Bill Nicholson’s Tottenham Hotspur team of the 1960-61 season, the team that went on to win the first League and FA Cup double of the 20th century. Spurs became league champions with 66 points and beat Leicester 2 – 0 in the FA Cup final. Although they successfully defended the FA Cup the following season the league title went to Ipswich, who were then managed by Alf Ramsey who would go on to lead England to World Cup victory 4 years later. However the cup victories was the springboard for Spurs to become the first British club to win a UEFA club competition in 1963, beating Atletico Madrid 5 – 1 in the Cup Winners’ Cup Final in Rotterdam.
1. Peter Baker: English right-back who was part of the Spurs double winning side, as well as winning the FA cup in 1962.
2. Bill Brown: Scottish goalkeeper. He won both the double and the European Cup Winners Cup with Spurs. After he finished playing, he stayed in Canada working as a property developer and later for the government.
3. Ron Henry: Made his debut in 1955 as a centre-half, but was soon converted to left-back. He won both the double and European Cup Winners Cup with Spurs. He was a regular in Spurs' defence for many years.
4. Dave Mackay: Scottish left-half. He was signed for £32,000 from Hearts in March 1959. Brian Clough claimed in 2003 that Mackay was "Tottenham Hotspurs greatest ever player", which could explain why Clough signed him for Derby in 1968. Although he was not part of Clough's 1972 title winning team, Mackay returned to Derby in 1973 as manager, guiding them to another League title in 1975.
5. Danny Blanchflower: Northern Irish half-back and captain of Tottenham during the double-winning season of 1961. He was ranked as the greatest player in Spurs' history by The Times in 2009.
6. Maurice Norman: English defender. He played centre-half and signed for Spurs from Norwich for a fee of £28,000. He was an integral part of Bill Nicholson's double-winning Spurs team of 1960-61 which went on to retain the FA Cup in 1962, and win the FA Cup Winners' Cup.
7. John White: His success lay not only in a combination of skills which helped sustain the attacking momentum, but in his runs to find space of the ball, arriving unexpectedly in the opposition's penalty area which resulted in him gaining the nickname "The Ghost". He was tragically killed by lightning on a golf course at the age of 27.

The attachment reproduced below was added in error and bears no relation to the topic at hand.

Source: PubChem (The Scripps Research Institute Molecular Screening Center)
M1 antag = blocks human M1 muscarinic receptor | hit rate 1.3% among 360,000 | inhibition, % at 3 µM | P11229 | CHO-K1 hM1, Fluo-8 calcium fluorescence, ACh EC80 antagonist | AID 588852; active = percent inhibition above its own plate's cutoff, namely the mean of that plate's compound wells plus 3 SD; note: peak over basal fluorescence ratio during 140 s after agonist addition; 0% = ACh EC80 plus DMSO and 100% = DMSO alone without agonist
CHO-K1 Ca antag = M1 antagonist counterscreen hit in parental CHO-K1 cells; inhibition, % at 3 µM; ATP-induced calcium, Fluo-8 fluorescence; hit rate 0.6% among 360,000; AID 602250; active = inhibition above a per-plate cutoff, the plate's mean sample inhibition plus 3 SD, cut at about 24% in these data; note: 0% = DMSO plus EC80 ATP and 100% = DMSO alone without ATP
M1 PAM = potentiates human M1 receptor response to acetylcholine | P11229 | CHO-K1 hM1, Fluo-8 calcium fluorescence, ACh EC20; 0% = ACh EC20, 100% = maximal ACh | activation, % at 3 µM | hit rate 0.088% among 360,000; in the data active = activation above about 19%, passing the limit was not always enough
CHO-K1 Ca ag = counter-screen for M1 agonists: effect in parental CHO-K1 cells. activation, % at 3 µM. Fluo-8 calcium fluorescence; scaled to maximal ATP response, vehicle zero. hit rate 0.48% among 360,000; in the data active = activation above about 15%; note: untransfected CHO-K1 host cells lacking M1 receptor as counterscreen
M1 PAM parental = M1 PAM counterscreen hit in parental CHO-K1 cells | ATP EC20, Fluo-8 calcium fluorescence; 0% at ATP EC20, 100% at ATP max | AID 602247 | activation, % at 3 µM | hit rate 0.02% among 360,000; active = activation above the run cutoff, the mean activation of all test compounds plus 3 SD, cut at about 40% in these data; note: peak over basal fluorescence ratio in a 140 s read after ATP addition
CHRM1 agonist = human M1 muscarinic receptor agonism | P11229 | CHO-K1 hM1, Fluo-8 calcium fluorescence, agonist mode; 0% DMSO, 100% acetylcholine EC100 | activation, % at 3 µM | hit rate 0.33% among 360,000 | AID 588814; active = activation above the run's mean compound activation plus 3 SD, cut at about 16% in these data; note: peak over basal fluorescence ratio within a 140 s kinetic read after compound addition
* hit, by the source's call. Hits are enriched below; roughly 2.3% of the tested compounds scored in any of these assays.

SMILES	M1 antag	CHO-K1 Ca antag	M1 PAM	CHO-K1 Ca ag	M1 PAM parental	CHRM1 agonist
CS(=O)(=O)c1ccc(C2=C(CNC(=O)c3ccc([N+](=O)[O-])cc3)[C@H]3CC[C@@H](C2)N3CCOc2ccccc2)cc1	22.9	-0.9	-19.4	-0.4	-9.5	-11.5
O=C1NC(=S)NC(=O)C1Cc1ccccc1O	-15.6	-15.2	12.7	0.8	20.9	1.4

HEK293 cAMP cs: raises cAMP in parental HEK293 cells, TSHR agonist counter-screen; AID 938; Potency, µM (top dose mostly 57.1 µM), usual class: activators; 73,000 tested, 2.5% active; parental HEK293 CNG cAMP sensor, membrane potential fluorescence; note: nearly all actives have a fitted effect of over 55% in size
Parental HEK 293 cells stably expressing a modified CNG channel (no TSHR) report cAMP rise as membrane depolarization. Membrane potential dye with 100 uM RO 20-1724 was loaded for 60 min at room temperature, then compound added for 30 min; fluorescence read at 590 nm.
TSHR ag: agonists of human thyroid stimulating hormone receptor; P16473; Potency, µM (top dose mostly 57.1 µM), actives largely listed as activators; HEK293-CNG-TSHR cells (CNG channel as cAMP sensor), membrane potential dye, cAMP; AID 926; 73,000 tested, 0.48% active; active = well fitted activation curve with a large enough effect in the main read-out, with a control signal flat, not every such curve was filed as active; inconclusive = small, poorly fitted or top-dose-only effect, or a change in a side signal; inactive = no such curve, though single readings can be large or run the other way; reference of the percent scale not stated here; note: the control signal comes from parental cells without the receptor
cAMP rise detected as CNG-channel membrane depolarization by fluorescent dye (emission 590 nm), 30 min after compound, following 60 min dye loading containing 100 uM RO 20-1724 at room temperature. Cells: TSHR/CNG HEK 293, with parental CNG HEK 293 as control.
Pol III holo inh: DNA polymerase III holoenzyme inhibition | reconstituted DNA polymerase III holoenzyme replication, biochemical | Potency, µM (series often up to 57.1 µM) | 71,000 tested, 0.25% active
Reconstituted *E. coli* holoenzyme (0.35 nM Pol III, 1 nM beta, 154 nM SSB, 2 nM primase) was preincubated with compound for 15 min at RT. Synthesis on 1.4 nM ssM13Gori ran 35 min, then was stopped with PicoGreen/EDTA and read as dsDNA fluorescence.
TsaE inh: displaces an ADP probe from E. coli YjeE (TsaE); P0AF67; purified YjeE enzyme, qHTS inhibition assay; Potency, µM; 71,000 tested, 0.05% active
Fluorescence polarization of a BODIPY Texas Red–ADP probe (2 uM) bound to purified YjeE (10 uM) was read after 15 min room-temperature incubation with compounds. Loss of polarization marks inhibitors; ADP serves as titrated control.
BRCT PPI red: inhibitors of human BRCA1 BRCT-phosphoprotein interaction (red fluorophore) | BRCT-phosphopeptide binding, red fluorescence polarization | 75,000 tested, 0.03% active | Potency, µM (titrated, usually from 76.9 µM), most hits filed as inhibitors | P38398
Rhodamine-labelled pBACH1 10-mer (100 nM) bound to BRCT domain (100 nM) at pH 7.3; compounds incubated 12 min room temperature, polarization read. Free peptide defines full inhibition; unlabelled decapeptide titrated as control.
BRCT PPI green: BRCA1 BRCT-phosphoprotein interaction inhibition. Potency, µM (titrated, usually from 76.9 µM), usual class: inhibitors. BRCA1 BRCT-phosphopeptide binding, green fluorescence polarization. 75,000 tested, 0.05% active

8. Bobby Smith: At 5ft 9'' and nearly 13 stone, he was a barnstorming centre-forward with flair. He scored in both the FA Cup Winning finals of 1961 and 1962 and was in the Cup Winners' Cup side of 1963. He also played for Chelsea and Brighton.
9. Les Allen: Member of the famous Allen footballing family. He formed a lethal goal-scoring partnership with Bobby Smith. Like Smith, he was signed from Chelsea but lost his place to Jimmy Greaves after the double winning season. He moved to QPR where he helped the 3rd Division side to promotion and victory against Arsenal in the League Cup Final.
10. Terry Dyson: Bought for Tottenham Hotspur in 1958, he quickly became an indispensable part of the development of the team, figuring as an attacking midfielder.
11. Cliff Jones: A quick and gifted winger, his role was to supply the ammunition to the strikers. Despite this he had 'an eye for goal' himself, once scoring a hat trick of headers past Gordon Bnks. He was an indispensable part of Nicholson's side.
12. Bill Nicholson: Ater a 17 year playing career with Spurs, he went on to become the club's most successful manager of all time. In the 1960-61 season his side went on to do the first 'double' of the League and theFA Cup of the twentieth century. He led the team to every domestic honour as well as the European Cup Winners' Cup and the UEFA Cup. The only trophy to escape him was the European Cup. The nearest he got was in 1962 where, despite a semi-final 2-1 2nd leg home win against reigning champions Benfica, his side went out 3-4 on aggregate.
The Glory Glory Days
Handmade artwork printed in high resolution on premium white art paper. Prints are unframed.
All prints come numbered and signed by the artist, Bernard Kelly.